How Does EMDR Work?

How Does EMDR Work?

Eye Movement Desensitization and Reprocessing (EMDR) is used in psychotherapy to treat those struggling with substance abuse and mental health disorders

According to the EMDR International Association, Eye Movement Desensitization and Reprocessing is an integrative psychotherapy approach that has been successfully used in the treatment of trauma. EMDR works to help patients suffering from the recall of traumatic events move forward by helping them get their brain out of the feedback loop that repeats the traumatic images. Because remembering a trauma can be almost as bad as experiencing the trauma for the first time, EMDR helps patients move beyond the sights, images, smells and feelings of the original experience. The EMDR International Association reports that the treatment method “seems to have a direct effect on the way the brain processes information.” Once normal processing returns after an EMDR session, the person dealing with the trauma is able to move past the feedback loop of the feelings, images and sounds that are remembered when the trauma is brought to mind. EMDR seems to be similar to what happens naturally during REM, (rapid eye movement) sleep.

EMDR Phases of Treatment

EMDR treatment is broken down into eight distinct phases. Each phase plays a role in the entire desensitization process. The length of time treatment lasts depends on the individual being treated and how easily each phase of treatment is completed. The goal is to treat the patient aside from a specified amount of time. The eight phases of EMDR are as follows:

  • History and Treatment Planning – This first phase of EMDR treatment involves determining the history of the patient and planning treatment that best meets his or her needs. This phase typically takes one to two sessions.
  • Preparation – During the preparation phase, which typically takes one to four sessions, the therapist works to establish a relationship of trust with the client. If a patient does not adequately trust his therapist, he may not report what he is experiencing during rapid eye movement accurately.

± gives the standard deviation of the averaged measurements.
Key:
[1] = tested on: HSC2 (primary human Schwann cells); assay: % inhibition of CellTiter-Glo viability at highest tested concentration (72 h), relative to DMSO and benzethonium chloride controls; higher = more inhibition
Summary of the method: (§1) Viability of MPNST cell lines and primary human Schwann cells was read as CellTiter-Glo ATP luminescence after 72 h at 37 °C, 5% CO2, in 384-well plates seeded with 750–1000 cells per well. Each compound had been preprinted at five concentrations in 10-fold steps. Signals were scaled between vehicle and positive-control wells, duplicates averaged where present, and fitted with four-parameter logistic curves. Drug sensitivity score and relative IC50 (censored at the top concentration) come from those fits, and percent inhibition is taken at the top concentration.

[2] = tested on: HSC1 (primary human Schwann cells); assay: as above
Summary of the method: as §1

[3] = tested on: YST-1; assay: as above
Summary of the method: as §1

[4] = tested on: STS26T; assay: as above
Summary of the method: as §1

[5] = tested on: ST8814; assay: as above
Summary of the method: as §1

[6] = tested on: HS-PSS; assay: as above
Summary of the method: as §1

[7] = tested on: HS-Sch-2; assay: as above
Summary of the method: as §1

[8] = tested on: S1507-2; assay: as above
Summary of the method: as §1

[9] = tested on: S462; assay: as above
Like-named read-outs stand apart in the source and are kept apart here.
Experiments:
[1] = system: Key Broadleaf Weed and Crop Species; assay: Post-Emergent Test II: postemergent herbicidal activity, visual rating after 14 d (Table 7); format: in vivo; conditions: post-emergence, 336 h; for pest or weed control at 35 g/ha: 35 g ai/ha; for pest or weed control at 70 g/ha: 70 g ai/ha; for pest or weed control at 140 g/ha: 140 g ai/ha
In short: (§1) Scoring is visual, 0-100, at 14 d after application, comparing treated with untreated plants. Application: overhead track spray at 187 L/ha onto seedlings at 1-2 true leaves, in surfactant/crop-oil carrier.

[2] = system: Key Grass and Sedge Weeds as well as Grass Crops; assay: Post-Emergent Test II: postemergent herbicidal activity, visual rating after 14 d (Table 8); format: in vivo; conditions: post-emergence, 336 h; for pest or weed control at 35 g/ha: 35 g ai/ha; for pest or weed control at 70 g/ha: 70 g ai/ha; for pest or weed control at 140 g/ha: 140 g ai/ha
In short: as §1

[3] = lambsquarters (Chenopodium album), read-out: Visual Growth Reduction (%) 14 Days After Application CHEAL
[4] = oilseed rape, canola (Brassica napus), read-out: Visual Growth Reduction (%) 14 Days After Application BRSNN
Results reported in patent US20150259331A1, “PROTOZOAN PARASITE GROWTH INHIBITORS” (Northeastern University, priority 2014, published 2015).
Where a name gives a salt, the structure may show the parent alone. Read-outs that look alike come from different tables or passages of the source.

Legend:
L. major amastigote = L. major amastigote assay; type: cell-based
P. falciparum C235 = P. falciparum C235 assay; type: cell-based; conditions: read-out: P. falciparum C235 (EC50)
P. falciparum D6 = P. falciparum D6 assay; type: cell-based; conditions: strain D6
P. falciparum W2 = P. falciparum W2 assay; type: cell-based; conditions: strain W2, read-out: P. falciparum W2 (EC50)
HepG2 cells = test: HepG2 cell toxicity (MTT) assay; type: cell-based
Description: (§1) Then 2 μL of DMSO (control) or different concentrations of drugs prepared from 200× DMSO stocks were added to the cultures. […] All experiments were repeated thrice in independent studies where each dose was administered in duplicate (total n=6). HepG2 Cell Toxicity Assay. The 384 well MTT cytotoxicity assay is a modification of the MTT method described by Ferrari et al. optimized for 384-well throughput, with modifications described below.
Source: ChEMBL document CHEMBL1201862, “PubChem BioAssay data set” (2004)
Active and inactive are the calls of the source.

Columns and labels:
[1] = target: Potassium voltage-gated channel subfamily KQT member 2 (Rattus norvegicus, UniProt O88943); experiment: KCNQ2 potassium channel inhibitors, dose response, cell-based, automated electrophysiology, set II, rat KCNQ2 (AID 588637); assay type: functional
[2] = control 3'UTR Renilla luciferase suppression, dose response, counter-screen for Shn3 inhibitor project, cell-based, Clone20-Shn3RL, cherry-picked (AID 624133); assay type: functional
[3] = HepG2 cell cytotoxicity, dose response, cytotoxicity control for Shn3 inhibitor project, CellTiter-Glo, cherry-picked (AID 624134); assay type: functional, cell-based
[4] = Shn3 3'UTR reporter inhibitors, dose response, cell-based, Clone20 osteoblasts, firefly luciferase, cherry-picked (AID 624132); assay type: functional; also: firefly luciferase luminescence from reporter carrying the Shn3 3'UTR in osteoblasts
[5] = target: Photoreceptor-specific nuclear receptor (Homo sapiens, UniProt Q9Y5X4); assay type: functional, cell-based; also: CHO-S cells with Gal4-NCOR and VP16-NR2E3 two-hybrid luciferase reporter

• Assessment – In this phase the clinician identifies the aspects of the target to be processed that best represents the memory as a whole.
  • Desensitization – Focuses on the clients disturbing memories and sensations, giving each a SUDS rating. In this phase the therapist leads the patient through a series of eye movements with appropriate shifts and changes of focus.
  • Installation – Increases the concentration and focus on the positive belief that replaces the negative belief.
  • Body Scan – After installation, the therapist asks the patient to recall the original target trauma to see if he notices any residual tension. If so, the physical sensation can be targeted for reprocessing.
  • Closure – Closure is a part of every session and is used to make sure the patients feels better at the end of the session than he did at the beginning.
  • Reevaluation – Opens every EMDR session. During reevaluation, the therapist addresses each target that has been completed to make sure that the positive results achieved in the session have been maintained.

Finding Help for Drug Addiction and Mental Illness

EMDR is an effective treatment for drug addiction and mental illness for many people. Learning to cope in positive ways with past traumas that may be responsible for present issues helps those who struggle learn to live a drug-free life. If you or a loved one struggles with addiction, we are here to help you. Call our toll-free helpline, available 24 hours a day, to speak to an admissions coordinator about treatment options.

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